Depending on where you are located there are things that places are or can’t ask about when you enter, it is up to the specific country you are in to have set these rules and in some cases individual areas within a country can also set their own rules which are in addition to the rules that the country itself has set but in most cases can not take away from what is set at a country level. 

In the US that would mean that Service Dogs are are covered under the Americans With Disabilities Act (ADA) where as in Canada service dogs are covered under the Human Rights Code (yet Guide Dogs are also covered under the Blind Person Act). 

In the US a business can only ask you two Questions – 1 Is that a Service Dog? 2 What task/work is the dog trained to preform? 

In Canada it depends on the province as to what is allowed, BC, Alberta, Nova Scotia all require Certification for a service dog to have coverage under the provincial guidelines yet all service dogs are covered under the Code, it just means if you are denied access you have to make a Human Rights appeal (which takes on average 2 years and you have to be present in the province that it happened for the hearing failure to be there means it is thrown out and you might face a fine for bring the charge in the first place). 

In Ontario all you need is a letter from ya recognized medical profession and the animal you have can be considered a service animal (which means even a rabbit could be used as a service animal if that was what someone wanted – however, just because you want the animal doesn’t mean that the animal is allowed under city bylaws as being a service animal doesn’t override city bylaw nor does it over ride existing province wide BSL). 

Most common manners that are associated with Service Dogs is that they are well behaved and non aggressive – and business around the world for the most part understand that they have the right to ask a team to leave if the dog is not under control (such as pulling towards customers, jumping up on people/furniture, being a general vocal disturbance to the establishment). 

When it comes to the public interesting with a service dog it various from hander to handler as to what they are comfortable with, the general rule of thumb is that a person in public does not interfere or interact with a service dog, unless invited to do so by its handler. Which mans no making kiss faces at the dog, calling it over to you, photographing it or petting it. Sadly as handlers know all to well this happens almost ALL the time and for some creates a atmosphere of anxiety which can trigger their medical condition but also for some this interaction can in some cases cause the dog to fail to see the cue that their hander is going into medical crisis thus failing to be able to alert to it happening or having a hard time responding to it (because a stranger actually actively prevents the dog from going to its hander to do its job).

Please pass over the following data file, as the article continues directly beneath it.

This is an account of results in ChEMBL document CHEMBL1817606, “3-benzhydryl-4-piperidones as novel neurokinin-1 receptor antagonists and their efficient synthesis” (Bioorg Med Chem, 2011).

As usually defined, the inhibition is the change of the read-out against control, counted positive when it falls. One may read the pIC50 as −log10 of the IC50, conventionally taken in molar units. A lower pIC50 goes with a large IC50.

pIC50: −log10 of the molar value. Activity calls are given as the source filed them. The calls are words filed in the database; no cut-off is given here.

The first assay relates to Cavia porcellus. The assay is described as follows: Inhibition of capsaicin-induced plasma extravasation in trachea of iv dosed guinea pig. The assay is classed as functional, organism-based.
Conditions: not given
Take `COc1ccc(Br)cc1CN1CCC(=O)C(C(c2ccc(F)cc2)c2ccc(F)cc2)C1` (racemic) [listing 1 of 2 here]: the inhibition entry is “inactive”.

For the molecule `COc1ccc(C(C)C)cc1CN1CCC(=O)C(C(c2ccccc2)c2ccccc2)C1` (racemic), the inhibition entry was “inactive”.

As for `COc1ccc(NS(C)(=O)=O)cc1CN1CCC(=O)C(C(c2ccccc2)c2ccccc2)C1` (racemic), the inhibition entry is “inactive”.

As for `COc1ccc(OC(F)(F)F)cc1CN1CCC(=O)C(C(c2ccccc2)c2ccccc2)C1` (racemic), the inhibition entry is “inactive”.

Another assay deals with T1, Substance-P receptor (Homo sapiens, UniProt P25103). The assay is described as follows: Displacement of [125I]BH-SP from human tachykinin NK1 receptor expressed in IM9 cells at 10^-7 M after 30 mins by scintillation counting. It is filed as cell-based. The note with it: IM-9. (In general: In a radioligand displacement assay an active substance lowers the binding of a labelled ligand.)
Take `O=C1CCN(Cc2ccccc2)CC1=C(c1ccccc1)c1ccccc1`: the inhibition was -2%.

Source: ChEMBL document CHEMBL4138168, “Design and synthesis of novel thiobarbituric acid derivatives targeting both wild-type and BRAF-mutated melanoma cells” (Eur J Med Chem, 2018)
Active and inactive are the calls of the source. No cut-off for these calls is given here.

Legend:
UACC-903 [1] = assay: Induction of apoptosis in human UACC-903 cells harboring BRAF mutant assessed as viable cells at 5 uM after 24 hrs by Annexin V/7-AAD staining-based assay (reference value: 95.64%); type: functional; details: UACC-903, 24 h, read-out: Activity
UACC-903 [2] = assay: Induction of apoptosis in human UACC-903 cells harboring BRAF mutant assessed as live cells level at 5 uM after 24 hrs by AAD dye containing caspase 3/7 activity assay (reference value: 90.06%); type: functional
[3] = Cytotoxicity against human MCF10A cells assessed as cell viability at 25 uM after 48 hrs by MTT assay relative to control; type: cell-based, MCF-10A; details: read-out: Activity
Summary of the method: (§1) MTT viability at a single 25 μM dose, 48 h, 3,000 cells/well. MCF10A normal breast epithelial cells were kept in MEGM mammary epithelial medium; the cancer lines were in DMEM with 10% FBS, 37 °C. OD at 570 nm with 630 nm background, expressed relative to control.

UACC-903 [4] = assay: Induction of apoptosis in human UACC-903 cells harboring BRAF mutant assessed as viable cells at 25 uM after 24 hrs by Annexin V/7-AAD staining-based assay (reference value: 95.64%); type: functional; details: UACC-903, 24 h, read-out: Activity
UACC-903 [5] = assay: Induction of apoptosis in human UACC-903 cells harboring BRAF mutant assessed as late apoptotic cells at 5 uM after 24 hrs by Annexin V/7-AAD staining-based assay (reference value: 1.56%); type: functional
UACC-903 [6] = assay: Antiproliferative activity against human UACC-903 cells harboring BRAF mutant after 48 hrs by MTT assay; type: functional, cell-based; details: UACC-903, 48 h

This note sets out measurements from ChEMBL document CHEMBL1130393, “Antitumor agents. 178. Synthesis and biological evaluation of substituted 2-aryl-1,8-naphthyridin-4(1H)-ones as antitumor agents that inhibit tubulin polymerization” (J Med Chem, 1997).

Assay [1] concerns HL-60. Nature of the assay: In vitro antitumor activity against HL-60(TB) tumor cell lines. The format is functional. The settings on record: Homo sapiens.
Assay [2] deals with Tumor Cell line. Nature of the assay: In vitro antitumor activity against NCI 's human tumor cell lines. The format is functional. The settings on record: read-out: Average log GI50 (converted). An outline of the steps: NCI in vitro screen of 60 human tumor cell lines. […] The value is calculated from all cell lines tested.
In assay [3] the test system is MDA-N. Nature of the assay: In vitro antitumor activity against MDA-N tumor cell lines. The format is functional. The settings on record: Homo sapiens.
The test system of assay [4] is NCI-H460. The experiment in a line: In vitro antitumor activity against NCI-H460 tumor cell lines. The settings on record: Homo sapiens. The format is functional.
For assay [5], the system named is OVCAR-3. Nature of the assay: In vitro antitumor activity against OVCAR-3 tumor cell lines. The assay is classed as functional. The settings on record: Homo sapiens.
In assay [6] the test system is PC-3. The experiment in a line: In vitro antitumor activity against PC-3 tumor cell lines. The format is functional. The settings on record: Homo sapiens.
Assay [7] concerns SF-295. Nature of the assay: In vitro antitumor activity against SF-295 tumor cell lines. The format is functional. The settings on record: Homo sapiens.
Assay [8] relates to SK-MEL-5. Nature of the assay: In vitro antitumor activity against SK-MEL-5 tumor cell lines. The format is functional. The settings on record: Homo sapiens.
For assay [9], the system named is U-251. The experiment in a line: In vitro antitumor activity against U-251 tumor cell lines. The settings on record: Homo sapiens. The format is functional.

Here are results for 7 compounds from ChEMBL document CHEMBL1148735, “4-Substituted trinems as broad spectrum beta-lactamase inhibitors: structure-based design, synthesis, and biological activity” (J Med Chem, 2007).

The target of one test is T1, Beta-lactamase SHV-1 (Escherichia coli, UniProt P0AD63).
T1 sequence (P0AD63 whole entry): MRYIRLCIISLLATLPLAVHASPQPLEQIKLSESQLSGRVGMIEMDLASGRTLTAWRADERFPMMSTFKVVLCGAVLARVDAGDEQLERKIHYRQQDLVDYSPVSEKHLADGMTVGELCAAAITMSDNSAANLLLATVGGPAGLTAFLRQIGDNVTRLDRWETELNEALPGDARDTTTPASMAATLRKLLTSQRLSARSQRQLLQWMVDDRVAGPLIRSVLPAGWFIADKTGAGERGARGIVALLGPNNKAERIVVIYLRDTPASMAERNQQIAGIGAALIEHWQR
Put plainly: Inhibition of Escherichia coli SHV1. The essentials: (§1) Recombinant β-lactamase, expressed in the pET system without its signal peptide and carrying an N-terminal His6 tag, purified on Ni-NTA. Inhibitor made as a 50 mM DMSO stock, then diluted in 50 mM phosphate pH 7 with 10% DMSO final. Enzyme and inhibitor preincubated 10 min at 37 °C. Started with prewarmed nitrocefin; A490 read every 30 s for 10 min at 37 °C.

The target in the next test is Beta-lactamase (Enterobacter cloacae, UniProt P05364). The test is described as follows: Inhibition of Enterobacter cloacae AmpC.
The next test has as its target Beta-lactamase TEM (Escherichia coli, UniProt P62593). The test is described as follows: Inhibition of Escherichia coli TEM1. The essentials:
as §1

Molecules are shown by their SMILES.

I have had the above happen a few two many times, I will tell someone to please not touch my dog yet they will proceed to do so regardless of how many times I tell them to stop, often I have to get loud and a little rude to get them to leave her alone, at other times we physically have to leave the area just to make the point that they shouldn’t be touching her. 

My mate has had similar experiences, but has also been blessed with a previous service dog who couldn’t be easily distracted from his work – as in one day playing at a local dog park racing around and enjoying himself he stops chasing and racing around to come and alert them to a pending seizure (this happened infant of multiple other dog walkers/strangers) and shocked the world out of them that it even was possible since he was highly distracted at the time, yet for him he wasn’t distracted enough to prevent him from doing his job – yet that isn’t the case for all such dogs who serve some don’t have that ability thus it is always best to just not interact without permission being given first. 

So please take the time to educate yourself when it comes to service animals/dogs in the country that you are in, because laws and rules do vary and I know that the handlers will appreciate your understanding and knowing how to interact with them while out in public.